Banner Bank, looking to become a more recognized name and expand its market share here, could open as many as five to seven more branches in the Spokane-Coeur dAlene market in coming years, says D. Michael Jones, its top executive. Depending on market conditions, though, it could take many years to achieve that growth, he says.
We clearly would like to be in Coeur dAlene, wed like to be in Post Falls, and we need to fix a couple of things in Spokane, where the Walla Walla-based bank now has 16 branches, says Jones, president and CEO of the banks company, Banner Corp. One of those fixes, he says, might involve moving an in-store branch at Liberty Lake into its own building.
As the result of rapid expansion in recent years, Banner Bank now is well-known in the Walla Walla, Puget Sound, and Boise markets, Jones says. Yet, he adds, Were not as well known in Spokane, where Banner had a relatively small foothold until May 2007, when it acquired Spokane-based F&M Bank.
Just getting to be a household market name is going to be the main challenge for awhile, he says.
One of the projects he believes will help move Banner toward that goal is its planned opening early next year of a large branch office in downtown Spokane that will become its base of its operations here. The bank, as reported earlier, has agreed to lease about 14,000 square feet of space in the Grant Building, at 806 W. Riverside, where an extensive remodeling currently is under way.
Its kind of the linchpin for all of the branches in the area, so I think its important, Jones says.
That main branch will open in the first quarter of next yeara more precise opening date hasnt been determined yetand will employ around 35 people, he says.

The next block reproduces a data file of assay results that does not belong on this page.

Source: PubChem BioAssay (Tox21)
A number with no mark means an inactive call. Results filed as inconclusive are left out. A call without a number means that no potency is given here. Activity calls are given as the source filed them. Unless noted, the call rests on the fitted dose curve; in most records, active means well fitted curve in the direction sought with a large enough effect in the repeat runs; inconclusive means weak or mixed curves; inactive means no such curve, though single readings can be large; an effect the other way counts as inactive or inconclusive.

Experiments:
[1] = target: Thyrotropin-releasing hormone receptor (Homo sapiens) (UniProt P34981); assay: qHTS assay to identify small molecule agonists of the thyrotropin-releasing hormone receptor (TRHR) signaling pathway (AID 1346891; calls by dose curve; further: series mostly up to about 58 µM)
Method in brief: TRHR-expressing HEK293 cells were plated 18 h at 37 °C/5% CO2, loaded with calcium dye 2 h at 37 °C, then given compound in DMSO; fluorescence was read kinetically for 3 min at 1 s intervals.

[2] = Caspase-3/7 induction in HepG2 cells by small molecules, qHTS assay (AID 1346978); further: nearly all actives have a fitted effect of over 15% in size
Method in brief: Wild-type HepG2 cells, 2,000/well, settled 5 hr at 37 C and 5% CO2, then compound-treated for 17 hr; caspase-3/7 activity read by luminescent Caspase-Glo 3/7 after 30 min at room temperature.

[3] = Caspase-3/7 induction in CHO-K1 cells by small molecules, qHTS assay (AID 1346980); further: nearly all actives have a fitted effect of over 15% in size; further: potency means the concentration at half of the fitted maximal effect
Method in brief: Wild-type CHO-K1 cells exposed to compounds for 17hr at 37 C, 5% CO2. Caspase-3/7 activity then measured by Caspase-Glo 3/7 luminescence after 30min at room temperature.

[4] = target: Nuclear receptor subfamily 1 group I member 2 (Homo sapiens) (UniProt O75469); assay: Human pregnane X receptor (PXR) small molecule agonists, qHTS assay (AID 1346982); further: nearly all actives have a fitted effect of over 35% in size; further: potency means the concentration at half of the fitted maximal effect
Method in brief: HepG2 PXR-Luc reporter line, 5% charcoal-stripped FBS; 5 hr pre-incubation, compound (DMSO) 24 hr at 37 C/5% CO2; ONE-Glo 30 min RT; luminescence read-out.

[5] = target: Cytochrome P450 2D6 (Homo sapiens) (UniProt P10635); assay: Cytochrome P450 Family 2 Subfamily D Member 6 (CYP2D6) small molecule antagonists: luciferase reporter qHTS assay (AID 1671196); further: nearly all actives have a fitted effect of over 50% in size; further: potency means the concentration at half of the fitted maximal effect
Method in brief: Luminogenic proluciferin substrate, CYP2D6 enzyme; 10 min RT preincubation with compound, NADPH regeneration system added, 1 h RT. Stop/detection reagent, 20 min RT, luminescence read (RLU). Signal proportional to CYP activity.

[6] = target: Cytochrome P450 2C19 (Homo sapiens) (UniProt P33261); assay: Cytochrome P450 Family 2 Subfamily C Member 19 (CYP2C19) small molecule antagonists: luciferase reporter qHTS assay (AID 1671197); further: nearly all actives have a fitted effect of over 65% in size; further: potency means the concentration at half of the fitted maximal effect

Also, he says, the bank has just completed a lease agreement for a roughly 40,000-square-foot piece of land at the northeast corner of U.S. 2 and Hawthorne Road, next to the old Newport Cinemas, where it plans to construct a new branch. G.D. Longwell Architects PLLC, of Hayden Lake, Idaho, is designing the branch, which is expected to be a 3,500- to 4,000-square-foot structure. Banner hopes to open the branch next year.
Those new operations should boost the banks overall employment here to around 150, Jones estimates.
I think were in a position to really be able to capture market share and serve that community well, he says. We have good branch distribution there, and we have some wonderful people who joined us from the F&M operation.
Banner has a habit of growing market share wherever we go, doing so last year in 18 of the 21 markets in which it competes, and it expects the Spokane-Coeur dAlene area to be no different, says Jones. Hes familiar with the Spokane market, having once been the No. 2 executive at Old National Bancorporation here before it was acquired by then Portland-based U.S. Bancorp.
In a list of financial institutions that the Journal published earlier this year, Banner ranked seventh in local deposits, behind Washington Trust Bank, Sterling Savings Bank, Bank of America, Washington Mutual Bank, U.S. Bank, and Wells Fargo Bank. Its $489.7 million in local deposits put it at slightly less than one-third the market share of Washington Trust, which topped the list with $1.62 billion in local deposits.